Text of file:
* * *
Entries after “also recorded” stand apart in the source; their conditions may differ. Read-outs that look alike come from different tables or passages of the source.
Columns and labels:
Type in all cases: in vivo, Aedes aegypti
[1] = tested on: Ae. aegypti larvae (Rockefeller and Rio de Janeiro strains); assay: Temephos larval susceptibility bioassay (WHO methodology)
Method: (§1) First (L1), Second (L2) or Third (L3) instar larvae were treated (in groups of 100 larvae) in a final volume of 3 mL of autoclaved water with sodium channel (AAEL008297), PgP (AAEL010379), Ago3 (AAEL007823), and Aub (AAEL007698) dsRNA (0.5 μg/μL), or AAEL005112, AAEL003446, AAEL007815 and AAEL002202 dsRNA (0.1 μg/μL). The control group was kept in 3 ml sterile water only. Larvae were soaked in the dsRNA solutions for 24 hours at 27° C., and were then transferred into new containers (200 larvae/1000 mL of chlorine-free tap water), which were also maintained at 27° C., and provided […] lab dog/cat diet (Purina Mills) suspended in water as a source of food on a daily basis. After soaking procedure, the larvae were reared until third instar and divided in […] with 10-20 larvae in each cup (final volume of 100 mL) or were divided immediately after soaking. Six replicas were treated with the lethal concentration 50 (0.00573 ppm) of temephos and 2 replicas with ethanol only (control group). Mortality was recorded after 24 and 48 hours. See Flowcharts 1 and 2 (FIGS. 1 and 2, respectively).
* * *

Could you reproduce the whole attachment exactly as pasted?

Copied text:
Entries after “also recorded” stand apart in the source; their conditions may differ. Read-outs that look alike come from different tables or passages of the source.
Columns and labels:
Type in all cases: in vivo, Aedes aegypti
[1] = tested on: Ae. aegypti larvae (Rockefeller and Rio de Janeiro strains); assay: Temephos larval susceptibility bioassay (WHO methodology)
Method: (§1) First (L1), Second (L2) or Third (L3) instar larvae were treated (in groups of 100 larvae) in a final volume of 3 mL of autoclaved water with sodium channel (AAEL008297), PgP (AAEL010379), Ago3 (AAEL007823), and Aub (AAEL007698) dsRNA (0.5 μg/μL), or AAEL005112, AAEL003446, AAEL007815 and AAEL002202 dsRNA (0.1 μg/μL). The control group was kept in 3 ml sterile water only. Larvae were soaked in the dsRNA solutions for 24 hours at 27° C., and were then transferred into new containers (200 larvae/1000 mL of chlorine-free tap water), which were also maintained at 27° C., and provided […] lab dog/cat diet (Purina Mills) suspended in water as a source of food on a daily basis. After soaking procedure, the larvae were reared until third instar and divided in […] with 10-20 larvae in each cup (final volume of 100 mL) or were divided immediately after soaking. Six replicas were treated with the lethal concentration 50 (0.00573 ppm) of temephos and 2 replicas with ethanol only (control group). Mortality was recorded after 24 and 48 hours. See Flowcharts 1 and 2 (FIGS. 1 and 2, respectively).